The immediate threat of Meals on Wheels having to shut down in two weeks has passed, but even so, there is only enough food and money now to feed people through November.
Previous executive director Kathy Edens handed the keys over to Michael Tyler less than two weeks ago, and they both call it a God thing.
Meals on Wheels of Horry County, Inc. delivers about 80 meals a week to folks all over the county who cannot cook for themselves and have nobody to help them.
Specifically, the mission statement says the nonprofit “glorifies our Lord Jesus Christ by providing home-delivered meals and fellowship to the homebound, elderly, and frail of Horry County.”
Volunteers prepare the meals in a rented kitchen at 4006 Postal Way in Carolina Forest and other volunteers deliver them every weekday.
The new executive director, Michael Tyler, says, “Some of these people live in sheds. Some of them are confined to their bedrooms, and for some of them, Meals on Wheels volunteers are the only human contact they get.”
At roughly $5 a meal — whether that’s regular food, a low fat, low sodium meal, a diabetic meal or a chopped-up meal — it’s more than $400 a day to feed clients. Expenses also include rent, utilities and gas for vehicles.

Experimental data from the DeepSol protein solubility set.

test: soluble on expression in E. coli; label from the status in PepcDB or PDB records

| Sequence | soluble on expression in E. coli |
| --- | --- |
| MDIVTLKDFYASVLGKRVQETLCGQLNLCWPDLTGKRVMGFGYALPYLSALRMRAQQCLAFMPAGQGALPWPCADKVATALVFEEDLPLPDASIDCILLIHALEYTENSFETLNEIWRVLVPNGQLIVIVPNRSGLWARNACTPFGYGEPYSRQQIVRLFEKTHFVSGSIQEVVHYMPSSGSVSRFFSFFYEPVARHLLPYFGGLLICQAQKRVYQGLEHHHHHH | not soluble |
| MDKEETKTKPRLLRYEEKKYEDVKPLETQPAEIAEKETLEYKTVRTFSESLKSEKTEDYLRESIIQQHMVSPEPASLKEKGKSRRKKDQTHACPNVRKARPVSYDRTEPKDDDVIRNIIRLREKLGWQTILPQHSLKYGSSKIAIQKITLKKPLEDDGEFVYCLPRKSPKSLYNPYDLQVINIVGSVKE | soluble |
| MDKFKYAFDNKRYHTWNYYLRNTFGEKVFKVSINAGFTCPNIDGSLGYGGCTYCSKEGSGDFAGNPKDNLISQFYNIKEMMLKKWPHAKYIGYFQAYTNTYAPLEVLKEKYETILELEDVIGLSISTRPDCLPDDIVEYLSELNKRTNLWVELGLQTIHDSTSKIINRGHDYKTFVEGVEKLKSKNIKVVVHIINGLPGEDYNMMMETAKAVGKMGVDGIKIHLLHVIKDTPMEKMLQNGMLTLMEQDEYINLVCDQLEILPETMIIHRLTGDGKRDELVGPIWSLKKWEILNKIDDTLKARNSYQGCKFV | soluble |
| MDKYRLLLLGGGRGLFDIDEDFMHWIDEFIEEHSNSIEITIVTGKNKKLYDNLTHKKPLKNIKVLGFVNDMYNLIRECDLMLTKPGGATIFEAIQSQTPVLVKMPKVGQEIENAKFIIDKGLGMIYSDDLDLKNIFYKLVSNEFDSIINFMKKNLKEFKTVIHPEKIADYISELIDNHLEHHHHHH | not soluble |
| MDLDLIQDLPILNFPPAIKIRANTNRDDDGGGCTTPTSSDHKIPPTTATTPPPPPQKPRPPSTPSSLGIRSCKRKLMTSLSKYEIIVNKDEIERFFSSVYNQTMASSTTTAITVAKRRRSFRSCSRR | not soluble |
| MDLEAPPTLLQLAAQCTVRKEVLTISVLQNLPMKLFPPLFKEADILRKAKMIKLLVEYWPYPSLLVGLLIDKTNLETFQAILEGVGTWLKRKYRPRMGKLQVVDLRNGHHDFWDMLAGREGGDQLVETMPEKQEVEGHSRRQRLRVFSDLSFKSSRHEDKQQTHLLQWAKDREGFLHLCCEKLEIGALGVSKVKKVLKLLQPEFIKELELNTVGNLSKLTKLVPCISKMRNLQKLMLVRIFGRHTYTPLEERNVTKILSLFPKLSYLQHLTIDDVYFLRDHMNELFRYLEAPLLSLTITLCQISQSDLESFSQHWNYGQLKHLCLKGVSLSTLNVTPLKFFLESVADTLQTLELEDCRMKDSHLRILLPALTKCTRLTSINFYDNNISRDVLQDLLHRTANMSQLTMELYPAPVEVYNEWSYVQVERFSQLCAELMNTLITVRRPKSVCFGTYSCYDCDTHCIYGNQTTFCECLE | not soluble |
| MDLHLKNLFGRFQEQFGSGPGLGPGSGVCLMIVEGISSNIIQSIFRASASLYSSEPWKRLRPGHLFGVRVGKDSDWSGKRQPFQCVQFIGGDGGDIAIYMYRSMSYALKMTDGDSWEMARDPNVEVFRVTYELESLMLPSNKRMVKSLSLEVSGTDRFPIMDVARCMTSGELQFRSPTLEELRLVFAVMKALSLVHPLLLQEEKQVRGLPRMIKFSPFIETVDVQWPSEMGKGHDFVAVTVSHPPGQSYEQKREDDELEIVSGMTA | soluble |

Edens says there have been near disasters in the past, but, the money has always showed up. This time, it didn’t until the last minute.
She thinks that was God’s way of telling her to move aside and “let younger blood take over.”
Edens’ husband, Sonny, passed away in December and she says she has been so busy with the ministry, she hasn’t even had time to grieve the loss.
“I’m old, I needed to quit, and look what Michael’s done already,” she says about money for the next three months coming in, in the nick of time.
The 30-something Tyler agrees that God is responsible for the shift in leadership.
A year ago, Tyler, who also runs Hunger Crusaders in Myrtle Beach, apologized to his grandfather for not spending enough time with him.
“There were times when he sat in his trailer all by himself, and if it hadn’t been for my cousin…” he says, his voice trailing off.
Tyler’s grandfather passed away less than a week after Tyler’s apology, and when he went to Meals on Wheels to ask how he could help, and Edens told him he could actually take over, he knew it was a divine calling.
The ministry has food — purchased from a wholesaler and Walmart to get through the next three months. But, Tyler doesn’t want to get back to where the ministry was just a couple weeks ago.
People can send financial contributions to Meals on Wheels POB 50862 Myrtle Beach SC 29579. They can donate through the website, www.mowhc.org. They can donate through the Meals on Wheels gofundme page.
Or, they can drop off nonperishables and canned food at 4006 Postal Way.
“We really need the public to help us monthly with donations because once this need fades from the media, we will be relying on financial donations, pledges and sponsors,” Tyler says.
“We’re serving a retirement community so the folks who need our assistance keeps growing.”
Edens, who remains on the ministry’s board, says, “When you walk into someone’s home and open their refrigerator, and there is absolutely nothing in it, that brings you up short.
“These people have no family, no friends, no food, and many of them are sick.
“Michael’s got a younger mind, he’s more in tune with social media, he got the word out.
“Maybe,” she says, “This was just God’s way of doing a change of command.”